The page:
Stella: We don't run a burial service, so I'm assuming you've got some questions about it. What happened?

Tess: My husband, Jack, he managed the old hat factory down on Michigan. We were doing pretty well for ourselves, since it was one of the only factories still going in town. Jack got his labor cheap and… well… he managed to pick us up a bit of money on the side, taking cuts for getting people work.

Macy: Only in Parlortown, people paying to work.

Tess: Two weeks ago, Jack gathered up every penny we had. He told me he was going into business, something surefire, something that would get us completely set. But, of course, typical man, he'd tell me it was a sure thing, but he wouldn't let me in on the details. So then last Monday, Jack heads out around nine o'clock at night, won't tell me where he's going. I was used to Jack being out late, so I didn't think anything of it. Thing is, he'd never been out all night before. Around noon, the cops show up. Jack was dead. They found him in a dumpster downtown, out by the Blue Diner.

Stella: What did they say happened?

Tess: That's what they were asking. He was shot, three times, but they couldn't find anything saying what he was doing there or with who. The waitress at the Diner said he'd had a late night breakfast there all alone, and left the same way.

Macy: And you think we'd have better luck than the police would?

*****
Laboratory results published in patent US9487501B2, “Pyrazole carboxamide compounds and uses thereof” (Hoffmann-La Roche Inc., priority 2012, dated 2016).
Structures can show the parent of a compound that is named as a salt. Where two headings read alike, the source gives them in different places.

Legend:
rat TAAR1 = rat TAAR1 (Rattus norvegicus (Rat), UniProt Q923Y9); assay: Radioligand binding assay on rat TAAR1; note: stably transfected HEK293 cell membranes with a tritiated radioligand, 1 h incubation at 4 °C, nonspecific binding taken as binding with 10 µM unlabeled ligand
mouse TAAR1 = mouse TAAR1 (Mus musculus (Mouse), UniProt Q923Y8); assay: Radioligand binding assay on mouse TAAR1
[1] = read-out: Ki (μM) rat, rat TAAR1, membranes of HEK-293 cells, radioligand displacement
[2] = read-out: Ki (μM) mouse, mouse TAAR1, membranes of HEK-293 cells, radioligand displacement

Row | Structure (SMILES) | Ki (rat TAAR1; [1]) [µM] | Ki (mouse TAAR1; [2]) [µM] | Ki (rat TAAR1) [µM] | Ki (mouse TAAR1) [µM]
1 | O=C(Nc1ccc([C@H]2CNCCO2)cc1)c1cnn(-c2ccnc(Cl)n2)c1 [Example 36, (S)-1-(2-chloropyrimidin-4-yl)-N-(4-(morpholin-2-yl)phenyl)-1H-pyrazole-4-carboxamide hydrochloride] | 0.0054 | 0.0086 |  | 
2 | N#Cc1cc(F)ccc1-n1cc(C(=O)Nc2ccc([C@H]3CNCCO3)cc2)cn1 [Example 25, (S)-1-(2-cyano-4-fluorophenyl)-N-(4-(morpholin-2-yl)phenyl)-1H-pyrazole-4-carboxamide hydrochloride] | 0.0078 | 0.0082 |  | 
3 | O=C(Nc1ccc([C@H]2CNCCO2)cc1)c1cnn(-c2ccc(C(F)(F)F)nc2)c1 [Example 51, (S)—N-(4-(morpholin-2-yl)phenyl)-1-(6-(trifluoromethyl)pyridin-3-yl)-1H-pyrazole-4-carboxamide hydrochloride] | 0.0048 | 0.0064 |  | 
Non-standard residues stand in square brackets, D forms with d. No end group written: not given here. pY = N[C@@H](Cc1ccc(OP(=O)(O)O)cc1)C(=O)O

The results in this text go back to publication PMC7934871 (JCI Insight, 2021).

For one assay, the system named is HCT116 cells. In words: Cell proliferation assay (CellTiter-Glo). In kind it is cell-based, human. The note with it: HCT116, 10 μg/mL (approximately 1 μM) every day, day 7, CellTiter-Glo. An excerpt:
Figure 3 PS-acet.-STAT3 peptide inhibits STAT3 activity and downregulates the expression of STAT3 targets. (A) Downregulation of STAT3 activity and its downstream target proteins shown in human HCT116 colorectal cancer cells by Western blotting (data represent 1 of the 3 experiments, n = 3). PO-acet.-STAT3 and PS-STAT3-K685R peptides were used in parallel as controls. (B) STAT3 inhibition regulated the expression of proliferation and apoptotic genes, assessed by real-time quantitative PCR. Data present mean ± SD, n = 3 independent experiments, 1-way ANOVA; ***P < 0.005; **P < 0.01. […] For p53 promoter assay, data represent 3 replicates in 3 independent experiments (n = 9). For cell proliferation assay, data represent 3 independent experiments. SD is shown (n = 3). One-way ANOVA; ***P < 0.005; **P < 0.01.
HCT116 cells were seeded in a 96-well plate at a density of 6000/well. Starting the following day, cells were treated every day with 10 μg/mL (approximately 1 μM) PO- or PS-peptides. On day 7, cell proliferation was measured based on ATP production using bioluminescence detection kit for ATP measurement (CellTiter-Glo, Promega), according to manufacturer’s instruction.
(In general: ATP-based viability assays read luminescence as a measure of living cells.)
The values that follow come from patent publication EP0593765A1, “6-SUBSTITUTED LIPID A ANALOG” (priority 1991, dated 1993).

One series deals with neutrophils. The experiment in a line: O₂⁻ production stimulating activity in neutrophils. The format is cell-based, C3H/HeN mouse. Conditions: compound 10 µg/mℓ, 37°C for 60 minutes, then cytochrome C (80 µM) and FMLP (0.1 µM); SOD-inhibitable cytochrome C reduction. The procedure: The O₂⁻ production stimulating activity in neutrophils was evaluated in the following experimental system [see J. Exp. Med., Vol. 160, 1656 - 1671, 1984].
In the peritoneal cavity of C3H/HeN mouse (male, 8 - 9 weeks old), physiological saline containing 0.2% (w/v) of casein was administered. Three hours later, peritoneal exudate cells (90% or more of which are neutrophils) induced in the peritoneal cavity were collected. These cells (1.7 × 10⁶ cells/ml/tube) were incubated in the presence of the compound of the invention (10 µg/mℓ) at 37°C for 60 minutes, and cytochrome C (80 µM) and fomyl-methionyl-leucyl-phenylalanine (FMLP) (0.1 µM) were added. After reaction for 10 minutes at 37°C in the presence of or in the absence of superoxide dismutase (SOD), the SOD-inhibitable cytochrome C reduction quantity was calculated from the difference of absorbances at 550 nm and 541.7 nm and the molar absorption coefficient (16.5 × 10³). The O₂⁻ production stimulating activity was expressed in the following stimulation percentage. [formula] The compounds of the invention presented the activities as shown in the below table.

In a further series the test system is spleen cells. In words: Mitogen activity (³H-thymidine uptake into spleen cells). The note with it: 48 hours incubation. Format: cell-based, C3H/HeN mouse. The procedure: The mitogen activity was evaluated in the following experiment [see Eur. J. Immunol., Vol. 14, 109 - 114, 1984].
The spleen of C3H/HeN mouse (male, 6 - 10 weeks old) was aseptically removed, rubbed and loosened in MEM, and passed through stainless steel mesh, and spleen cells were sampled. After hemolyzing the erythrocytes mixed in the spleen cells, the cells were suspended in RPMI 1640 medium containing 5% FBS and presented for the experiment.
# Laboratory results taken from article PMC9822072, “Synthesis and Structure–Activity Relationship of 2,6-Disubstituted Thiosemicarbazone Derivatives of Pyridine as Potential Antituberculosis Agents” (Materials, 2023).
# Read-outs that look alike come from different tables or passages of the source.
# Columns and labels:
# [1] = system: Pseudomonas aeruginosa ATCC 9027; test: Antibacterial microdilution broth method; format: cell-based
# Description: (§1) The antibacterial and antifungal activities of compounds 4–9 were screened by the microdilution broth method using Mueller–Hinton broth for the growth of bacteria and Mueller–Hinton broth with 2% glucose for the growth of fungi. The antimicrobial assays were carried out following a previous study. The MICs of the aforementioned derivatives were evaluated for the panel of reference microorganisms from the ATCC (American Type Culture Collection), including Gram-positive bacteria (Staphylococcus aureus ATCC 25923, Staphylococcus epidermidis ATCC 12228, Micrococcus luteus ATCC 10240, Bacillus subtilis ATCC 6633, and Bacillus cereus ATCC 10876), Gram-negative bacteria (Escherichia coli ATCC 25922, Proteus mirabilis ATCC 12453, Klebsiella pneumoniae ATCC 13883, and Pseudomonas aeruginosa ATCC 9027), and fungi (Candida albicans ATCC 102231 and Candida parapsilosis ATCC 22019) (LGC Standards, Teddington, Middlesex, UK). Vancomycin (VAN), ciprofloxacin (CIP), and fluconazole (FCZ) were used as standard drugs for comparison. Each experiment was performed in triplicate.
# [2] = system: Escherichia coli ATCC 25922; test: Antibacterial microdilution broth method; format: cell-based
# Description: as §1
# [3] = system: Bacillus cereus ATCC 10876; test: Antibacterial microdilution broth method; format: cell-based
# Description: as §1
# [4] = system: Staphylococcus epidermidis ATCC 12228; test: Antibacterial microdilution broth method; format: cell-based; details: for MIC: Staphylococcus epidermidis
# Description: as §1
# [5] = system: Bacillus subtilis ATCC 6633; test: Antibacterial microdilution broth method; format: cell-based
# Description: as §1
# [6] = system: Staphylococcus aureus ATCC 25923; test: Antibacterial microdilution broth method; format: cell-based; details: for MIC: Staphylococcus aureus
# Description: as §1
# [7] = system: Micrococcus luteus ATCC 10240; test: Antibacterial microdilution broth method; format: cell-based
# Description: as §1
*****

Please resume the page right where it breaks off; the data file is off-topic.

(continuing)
Tess: Well, I couldn't tell the police everything, could I? Considering the kinds of dealings Jack had been in before, I can't imagine that whatever he's done with our money is completely on the up and up. He's left me with almost nothing- he cashed in his life insurance, even. I need to know where that money went, or else I don't know what I'll do.

Stella: But if you don't have any money-

Tess: Here. It's everything I could get. One thousand dollars. It must be enough to cover your expenses on the case for a while, right? I can make up the difference when you find our money. Please, please help me. I don't know what else to do.

Macy: Don't you worry, Mrs. Nichols, we'll do everything we can.

Tess: You will? Oh, thank you!

Macy: It's not a problem. We can start on your case today, and we'll get back to you the moment we hear anything.

Tess: Thank you. I really appreciate it.